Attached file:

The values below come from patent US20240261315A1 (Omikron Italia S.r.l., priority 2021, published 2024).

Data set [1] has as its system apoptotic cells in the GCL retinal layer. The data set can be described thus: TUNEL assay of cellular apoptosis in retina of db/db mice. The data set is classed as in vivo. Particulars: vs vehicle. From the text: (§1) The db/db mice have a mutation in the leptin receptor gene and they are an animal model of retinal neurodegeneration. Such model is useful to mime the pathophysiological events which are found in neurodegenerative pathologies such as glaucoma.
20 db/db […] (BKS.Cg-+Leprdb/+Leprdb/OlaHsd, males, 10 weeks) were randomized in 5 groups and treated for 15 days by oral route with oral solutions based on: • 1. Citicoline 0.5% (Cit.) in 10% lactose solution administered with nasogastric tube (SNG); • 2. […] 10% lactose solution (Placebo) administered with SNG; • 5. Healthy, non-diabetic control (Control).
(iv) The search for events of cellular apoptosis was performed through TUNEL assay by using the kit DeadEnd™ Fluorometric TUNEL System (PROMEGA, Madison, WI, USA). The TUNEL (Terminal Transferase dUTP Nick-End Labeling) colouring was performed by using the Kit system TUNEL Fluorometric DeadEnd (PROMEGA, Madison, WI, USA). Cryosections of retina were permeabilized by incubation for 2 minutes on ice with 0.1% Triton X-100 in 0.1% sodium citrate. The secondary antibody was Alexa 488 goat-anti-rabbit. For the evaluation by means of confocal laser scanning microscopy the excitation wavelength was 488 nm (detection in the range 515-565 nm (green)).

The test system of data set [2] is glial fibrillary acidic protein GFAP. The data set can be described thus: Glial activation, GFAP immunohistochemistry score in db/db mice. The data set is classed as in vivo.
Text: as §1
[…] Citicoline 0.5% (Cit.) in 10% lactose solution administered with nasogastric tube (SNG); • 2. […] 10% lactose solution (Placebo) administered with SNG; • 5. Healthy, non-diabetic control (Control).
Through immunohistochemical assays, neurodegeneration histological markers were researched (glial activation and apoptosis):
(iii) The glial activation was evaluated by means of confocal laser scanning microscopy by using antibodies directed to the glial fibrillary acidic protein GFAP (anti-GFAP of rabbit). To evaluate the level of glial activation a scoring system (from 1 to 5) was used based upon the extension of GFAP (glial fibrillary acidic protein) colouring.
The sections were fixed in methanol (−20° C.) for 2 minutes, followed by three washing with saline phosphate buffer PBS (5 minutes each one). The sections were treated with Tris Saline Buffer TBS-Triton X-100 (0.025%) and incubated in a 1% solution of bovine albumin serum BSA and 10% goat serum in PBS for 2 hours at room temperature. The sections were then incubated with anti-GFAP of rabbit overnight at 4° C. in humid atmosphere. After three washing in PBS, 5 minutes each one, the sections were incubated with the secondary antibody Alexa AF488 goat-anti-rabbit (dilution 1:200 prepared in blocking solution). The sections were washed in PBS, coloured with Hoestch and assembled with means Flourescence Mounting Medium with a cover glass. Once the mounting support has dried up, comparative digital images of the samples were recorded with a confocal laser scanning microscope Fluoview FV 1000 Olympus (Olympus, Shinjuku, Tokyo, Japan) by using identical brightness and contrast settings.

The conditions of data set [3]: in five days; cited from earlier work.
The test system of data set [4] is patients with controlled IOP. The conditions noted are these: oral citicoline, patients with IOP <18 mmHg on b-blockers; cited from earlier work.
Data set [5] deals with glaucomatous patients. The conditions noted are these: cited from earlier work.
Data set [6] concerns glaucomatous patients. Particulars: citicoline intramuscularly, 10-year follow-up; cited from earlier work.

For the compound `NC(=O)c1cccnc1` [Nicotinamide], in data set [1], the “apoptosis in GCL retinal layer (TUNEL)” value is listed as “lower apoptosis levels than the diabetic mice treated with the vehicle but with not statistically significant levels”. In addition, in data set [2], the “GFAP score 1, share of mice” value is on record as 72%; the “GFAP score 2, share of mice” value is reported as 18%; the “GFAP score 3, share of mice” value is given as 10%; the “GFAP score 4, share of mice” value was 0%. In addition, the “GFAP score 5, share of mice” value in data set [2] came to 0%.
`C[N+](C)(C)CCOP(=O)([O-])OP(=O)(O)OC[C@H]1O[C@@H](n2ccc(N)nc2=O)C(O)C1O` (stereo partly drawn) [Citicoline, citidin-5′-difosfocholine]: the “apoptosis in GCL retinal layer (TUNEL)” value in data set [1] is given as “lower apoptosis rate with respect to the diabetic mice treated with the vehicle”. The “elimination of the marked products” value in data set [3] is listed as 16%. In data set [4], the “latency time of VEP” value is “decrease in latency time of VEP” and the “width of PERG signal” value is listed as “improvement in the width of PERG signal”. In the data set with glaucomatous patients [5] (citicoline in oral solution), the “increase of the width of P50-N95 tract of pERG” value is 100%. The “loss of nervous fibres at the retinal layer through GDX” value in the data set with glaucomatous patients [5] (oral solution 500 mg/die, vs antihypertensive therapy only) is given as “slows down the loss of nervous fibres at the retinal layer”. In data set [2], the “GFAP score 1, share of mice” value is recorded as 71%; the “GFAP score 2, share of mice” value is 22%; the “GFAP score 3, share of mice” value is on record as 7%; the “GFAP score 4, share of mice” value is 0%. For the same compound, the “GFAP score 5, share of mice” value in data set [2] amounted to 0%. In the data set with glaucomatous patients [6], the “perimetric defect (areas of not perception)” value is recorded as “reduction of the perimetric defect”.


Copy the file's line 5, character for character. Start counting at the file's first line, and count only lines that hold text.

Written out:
The test system of data set [2] is glial fibrillary acidic protein GFAP. The data set can be described thus: Glial activation, GFAP immunohistochemistry score in db/db mice. The data set is classed as in vivo.